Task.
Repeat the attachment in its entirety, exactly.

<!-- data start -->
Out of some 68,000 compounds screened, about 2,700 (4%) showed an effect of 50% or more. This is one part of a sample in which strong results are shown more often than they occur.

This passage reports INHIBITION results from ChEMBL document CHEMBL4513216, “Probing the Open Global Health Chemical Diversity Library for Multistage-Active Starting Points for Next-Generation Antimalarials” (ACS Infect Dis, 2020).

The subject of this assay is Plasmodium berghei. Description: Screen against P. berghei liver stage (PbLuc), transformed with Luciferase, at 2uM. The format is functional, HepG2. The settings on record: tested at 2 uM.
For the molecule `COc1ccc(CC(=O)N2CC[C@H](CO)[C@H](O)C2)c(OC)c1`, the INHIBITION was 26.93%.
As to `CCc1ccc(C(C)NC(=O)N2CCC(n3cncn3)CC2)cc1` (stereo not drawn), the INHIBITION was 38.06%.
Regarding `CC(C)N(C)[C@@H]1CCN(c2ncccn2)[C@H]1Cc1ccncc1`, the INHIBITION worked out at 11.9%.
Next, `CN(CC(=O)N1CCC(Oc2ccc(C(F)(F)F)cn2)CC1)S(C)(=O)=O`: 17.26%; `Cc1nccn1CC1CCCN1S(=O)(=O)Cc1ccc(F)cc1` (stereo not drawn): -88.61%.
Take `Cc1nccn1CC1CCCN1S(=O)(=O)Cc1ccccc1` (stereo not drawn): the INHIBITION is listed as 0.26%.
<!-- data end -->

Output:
Out of some 68,000 compounds screened, about 2,700 (4%) showed an effect of 50% or more. This is one part of a sample in which strong results are shown more often than they occur.

This passage reports INHIBITION results from ChEMBL document CHEMBL4513216, “Probing the Open Global Health Chemical Diversity Library for Multistage-Active Starting Points for Next-Generation Antimalarials” (ACS Infect Dis, 2020).

The subject of this assay is Plasmodium berghei. Description: Screen against P. berghei liver stage (PbLuc), transformed with Luciferase, at 2uM. The format is functional, HepG2. The settings on record: tested at 2 uM.
For the molecule `COc1ccc(CC(=O)N2CC[C@H](CO)[C@H](O)C2)c(OC)c1`, the INHIBITION was 26.93%.
As to `CCc1ccc(C(C)NC(=O)N2CCC(n3cncn3)CC2)cc1` (stereo not drawn), the INHIBITION was 38.06%.
Regarding `CC(C)N(C)[C@@H]1CCN(c2ncccn2)[C@H]1Cc1ccncc1`, the INHIBITION worked out at 11.9%.
Next, `CN(CC(=O)N1CCC(Oc2ccc(C(F)(F)F)cn2)CC1)S(C)(=O)=O`: 17.26%; `Cc1nccn1CC1CCCN1S(=O)(=O)Cc1ccc(F)cc1` (stereo not drawn): -88.61%.
Take `Cc1nccn1CC1CCCN1S(=O)(=O)Cc1ccccc1` (stereo not drawn): the INHIBITION is listed as 0.26%.